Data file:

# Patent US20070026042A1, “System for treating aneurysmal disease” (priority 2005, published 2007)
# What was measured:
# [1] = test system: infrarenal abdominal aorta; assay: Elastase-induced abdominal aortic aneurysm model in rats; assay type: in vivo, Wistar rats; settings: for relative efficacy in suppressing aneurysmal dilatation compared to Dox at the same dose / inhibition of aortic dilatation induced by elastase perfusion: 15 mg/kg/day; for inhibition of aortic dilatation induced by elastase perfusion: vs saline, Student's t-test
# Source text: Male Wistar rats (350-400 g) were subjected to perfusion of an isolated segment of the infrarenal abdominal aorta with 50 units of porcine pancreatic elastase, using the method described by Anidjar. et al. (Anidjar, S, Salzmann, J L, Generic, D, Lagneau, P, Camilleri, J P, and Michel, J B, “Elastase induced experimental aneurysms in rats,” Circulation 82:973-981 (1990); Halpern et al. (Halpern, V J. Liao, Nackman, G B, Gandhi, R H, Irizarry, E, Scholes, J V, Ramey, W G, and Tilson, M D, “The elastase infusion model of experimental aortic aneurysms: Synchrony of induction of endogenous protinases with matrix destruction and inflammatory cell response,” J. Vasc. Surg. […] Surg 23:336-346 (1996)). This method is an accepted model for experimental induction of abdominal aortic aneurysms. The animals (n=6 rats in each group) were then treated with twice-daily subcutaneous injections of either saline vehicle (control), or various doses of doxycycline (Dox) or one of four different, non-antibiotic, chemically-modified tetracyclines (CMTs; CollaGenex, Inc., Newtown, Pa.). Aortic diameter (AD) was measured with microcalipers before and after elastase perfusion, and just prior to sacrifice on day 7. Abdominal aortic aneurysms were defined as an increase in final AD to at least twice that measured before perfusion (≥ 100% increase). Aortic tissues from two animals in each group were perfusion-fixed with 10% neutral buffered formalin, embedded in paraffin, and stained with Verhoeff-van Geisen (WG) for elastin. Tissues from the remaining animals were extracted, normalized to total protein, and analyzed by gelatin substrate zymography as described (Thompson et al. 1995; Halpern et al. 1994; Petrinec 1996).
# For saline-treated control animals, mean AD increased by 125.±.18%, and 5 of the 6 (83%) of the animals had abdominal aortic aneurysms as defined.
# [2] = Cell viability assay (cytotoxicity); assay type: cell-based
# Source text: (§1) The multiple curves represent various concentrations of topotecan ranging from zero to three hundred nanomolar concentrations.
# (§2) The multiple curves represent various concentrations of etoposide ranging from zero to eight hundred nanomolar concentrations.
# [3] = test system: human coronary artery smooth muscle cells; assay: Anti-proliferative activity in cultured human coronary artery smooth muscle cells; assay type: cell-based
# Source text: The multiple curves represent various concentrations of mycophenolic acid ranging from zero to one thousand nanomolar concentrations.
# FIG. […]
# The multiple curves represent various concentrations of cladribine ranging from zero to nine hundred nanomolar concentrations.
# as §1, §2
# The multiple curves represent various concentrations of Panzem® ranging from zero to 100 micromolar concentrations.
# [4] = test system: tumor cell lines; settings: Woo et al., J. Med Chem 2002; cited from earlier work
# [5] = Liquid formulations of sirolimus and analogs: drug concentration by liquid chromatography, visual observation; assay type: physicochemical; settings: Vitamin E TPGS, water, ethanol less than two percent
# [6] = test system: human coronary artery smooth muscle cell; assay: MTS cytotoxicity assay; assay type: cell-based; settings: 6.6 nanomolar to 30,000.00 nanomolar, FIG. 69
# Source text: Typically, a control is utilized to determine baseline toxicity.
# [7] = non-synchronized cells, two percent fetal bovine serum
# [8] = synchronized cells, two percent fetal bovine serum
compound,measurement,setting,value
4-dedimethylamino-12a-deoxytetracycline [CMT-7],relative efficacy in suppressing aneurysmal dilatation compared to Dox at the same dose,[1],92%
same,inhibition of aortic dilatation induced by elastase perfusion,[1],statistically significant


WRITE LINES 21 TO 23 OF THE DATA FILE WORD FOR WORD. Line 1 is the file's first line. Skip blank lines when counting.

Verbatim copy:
compound,measurement,setting,value
4-dedimethylamino-12a-deoxytetracycline [CMT-7],relative efficacy in suppressing aneurysmal dilatation compared to Dox at the same dose,[1],92%
same,inhibition of aortic dilatation induced by elastase perfusion,[1],statistically significant